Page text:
This case is being prosecuted by the U.S. Attorney’s Office for the District of Columbia and the Department of Justice National Security Division’s Counterterrorism Section. Valuable assistance was provided by U.S. Attorney’s Office in the Southern District of Florida.
The case is being investigated by the FBI’s Washington and Miami Field Offices. The charges in the investigation are the result of significant cooperation between agents and staff across numerous FBI Field Offices, and law enforcement agencies.
In the 14 months since Jan. 6, more than 775 individuals have been arrested in nearly all 50 states for crimes related to the breach of the U.S. Capitol, including over 245 individuals charged with assaulting or impeding law enforcement. The investigation remains ongoing.
Anyone with tips can call 1-800-CALL-FBI (800-225-5324) or visit tips.fbi.gov.

Reprinted with permission from Daily Kos

Xenophobia And White Supremacy Mar Coverage Of Ukraine Conflict

Xenophobia And White Supremacy Mar Coverage Of Ukraine Conflict

If you’ve been gathering proof that white supremacy drives western media coverage of international affairs, look no further than coverage of the Russian invasion into Ukraine. Charlie D’Agata, a CBS News senior correspondent in Kyiv, described Ukrainian citizens hiding in bomb shelters and tens of thousands of people trying to flee the city of Kyiv on Friday. Those people have been getting nonstop media coverage since Russian military forces launched a major attack on Ukraine on Thursday, but by activists’ estimates, they likely would’ve been ignored completely if they were Black, brown, or Muslim.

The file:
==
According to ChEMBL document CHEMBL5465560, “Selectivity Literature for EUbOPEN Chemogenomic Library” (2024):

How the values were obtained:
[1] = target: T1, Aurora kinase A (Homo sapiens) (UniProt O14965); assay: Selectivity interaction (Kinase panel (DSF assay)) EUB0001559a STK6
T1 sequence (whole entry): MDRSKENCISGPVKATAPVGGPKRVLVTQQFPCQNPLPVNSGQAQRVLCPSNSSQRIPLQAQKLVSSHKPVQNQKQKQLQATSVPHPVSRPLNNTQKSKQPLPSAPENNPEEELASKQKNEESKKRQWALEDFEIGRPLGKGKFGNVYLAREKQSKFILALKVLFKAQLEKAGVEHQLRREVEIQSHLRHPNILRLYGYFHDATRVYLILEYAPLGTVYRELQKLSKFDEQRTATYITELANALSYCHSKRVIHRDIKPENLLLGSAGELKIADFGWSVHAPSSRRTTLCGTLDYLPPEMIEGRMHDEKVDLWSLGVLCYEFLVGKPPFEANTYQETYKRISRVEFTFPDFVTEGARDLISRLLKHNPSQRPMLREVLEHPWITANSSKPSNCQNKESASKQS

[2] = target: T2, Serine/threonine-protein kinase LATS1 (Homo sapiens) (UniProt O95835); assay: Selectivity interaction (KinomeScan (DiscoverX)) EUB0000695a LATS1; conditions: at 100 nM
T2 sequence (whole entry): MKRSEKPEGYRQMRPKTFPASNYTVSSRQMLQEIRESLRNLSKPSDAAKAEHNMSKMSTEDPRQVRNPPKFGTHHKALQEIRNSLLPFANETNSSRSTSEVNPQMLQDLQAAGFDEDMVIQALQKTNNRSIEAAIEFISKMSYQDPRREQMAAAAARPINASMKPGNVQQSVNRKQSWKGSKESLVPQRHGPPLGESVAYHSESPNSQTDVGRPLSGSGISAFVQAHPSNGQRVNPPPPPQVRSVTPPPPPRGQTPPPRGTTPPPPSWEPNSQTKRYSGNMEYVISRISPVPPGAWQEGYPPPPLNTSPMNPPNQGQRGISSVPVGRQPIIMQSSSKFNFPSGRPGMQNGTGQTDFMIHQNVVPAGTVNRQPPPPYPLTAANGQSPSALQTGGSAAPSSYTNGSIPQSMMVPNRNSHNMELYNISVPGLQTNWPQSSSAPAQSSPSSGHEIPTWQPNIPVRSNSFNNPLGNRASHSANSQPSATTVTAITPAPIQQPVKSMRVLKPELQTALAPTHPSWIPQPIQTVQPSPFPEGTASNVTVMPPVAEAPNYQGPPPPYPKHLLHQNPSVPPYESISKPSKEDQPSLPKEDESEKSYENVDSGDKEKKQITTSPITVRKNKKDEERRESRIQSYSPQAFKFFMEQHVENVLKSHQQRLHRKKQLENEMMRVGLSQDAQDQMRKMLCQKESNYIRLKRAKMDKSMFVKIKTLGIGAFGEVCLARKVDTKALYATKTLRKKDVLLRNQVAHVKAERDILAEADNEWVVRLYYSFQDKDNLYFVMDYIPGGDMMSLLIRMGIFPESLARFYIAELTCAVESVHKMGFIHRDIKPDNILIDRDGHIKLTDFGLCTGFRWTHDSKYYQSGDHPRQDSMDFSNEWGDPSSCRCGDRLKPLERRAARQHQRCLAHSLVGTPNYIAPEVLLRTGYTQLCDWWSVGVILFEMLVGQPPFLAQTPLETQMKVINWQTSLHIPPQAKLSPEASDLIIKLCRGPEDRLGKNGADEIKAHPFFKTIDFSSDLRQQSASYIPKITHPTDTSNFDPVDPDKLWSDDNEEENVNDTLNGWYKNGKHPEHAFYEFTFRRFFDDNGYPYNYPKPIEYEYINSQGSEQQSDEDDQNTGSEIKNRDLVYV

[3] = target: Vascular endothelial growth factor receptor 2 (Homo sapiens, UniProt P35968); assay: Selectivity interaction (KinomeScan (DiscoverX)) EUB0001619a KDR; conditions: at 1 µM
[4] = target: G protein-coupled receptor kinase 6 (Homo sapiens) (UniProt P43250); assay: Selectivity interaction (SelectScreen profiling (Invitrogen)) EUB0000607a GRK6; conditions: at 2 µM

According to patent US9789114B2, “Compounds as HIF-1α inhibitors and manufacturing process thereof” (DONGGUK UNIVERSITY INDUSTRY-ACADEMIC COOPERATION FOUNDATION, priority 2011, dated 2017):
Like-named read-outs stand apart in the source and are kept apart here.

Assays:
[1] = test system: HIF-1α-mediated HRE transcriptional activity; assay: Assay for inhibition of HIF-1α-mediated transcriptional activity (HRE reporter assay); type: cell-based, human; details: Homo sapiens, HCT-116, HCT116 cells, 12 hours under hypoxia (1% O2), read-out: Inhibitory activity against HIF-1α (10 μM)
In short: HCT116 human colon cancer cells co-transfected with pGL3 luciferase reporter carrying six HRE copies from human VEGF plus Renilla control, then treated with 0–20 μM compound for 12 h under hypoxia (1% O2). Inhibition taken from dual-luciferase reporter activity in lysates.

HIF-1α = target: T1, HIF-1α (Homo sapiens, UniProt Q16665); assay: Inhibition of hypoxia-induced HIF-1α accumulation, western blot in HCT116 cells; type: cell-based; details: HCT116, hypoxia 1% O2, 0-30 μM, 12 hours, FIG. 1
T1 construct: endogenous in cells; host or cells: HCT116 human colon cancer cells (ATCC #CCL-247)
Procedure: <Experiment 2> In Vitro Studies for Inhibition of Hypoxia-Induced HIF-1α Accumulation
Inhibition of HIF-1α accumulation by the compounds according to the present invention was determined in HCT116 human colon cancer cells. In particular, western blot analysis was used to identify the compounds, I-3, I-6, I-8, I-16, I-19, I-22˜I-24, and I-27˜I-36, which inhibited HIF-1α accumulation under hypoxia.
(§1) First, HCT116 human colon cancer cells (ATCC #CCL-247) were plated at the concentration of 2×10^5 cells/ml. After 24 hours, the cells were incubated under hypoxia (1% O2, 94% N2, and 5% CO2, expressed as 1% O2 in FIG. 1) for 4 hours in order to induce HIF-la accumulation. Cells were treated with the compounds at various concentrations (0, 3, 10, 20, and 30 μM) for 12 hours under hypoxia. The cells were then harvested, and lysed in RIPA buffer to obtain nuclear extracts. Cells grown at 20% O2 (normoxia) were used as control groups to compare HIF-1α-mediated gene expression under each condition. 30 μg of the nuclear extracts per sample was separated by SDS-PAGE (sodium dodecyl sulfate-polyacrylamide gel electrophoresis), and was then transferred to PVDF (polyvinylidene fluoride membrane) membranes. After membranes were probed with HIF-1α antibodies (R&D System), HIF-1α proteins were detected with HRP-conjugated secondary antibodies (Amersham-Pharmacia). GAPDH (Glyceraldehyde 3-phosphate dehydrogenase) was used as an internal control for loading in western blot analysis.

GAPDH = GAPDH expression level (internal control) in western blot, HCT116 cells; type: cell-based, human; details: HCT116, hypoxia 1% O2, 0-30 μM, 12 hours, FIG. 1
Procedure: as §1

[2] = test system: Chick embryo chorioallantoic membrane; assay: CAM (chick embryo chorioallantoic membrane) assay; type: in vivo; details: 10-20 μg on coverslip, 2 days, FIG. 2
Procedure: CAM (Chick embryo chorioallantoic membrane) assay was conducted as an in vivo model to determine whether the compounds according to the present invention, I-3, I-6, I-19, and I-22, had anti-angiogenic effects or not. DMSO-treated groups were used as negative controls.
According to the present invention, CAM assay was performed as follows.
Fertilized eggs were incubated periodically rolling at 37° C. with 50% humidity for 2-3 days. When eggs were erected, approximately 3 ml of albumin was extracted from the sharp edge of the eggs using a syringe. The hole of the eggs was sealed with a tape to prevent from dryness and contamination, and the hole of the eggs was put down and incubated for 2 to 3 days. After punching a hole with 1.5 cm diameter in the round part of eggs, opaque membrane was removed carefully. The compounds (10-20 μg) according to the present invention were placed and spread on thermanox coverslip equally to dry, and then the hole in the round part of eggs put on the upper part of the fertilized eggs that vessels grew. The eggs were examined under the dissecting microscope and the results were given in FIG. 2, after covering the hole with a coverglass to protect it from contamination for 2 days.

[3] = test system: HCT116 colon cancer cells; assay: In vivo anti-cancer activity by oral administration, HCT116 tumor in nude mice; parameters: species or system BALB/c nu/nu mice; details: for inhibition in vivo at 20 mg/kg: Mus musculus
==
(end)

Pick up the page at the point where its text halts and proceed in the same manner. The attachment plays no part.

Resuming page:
D’Agata’s synopsis of the attack seemed to lend evidence to that estimation. “But this isn’t a place—with all due respect—like Iraq or Afghanistan that has seen conflict raging for decades,” D’Agata said of Ukraine. “You know, this is a relatively civilized, relatively European—I have to choose those words carefully, too—city where you wouldn’t expect that, or hope that it’s going to happen.”

Saad Mohseni, director of the media company Moby Media Group in Afghanistan, called the statement "utterly stupid and ill informed" in a tweet on Saturday. “Afghanistan was also a peaceful and ‘civilised’ place in 1979 before the Soviets invaded (and became the battle zone between the West and Soviet block),” Mohseni tweeted. “Ditto for Iraq (before the American attack in 2003).”

Human rights lawyer Qasim Rashid called the CBS correspondent's response "overt white supremacy," an "absolutely disgusting dehumanization of people of color."

“White supremacy,” Rashid wrote, “is when Europe has launched two World Wars in the last century but it's Iraq & Afghanistan—two nations relentlessly bombed by western & European nations for 40 years—that are ‘uncivilized.’ This is how media dehumanizes BIPOC & normalizes white supremacy.”

Of course, D’Agata responded to criticism about the racist rhetoric with an apology.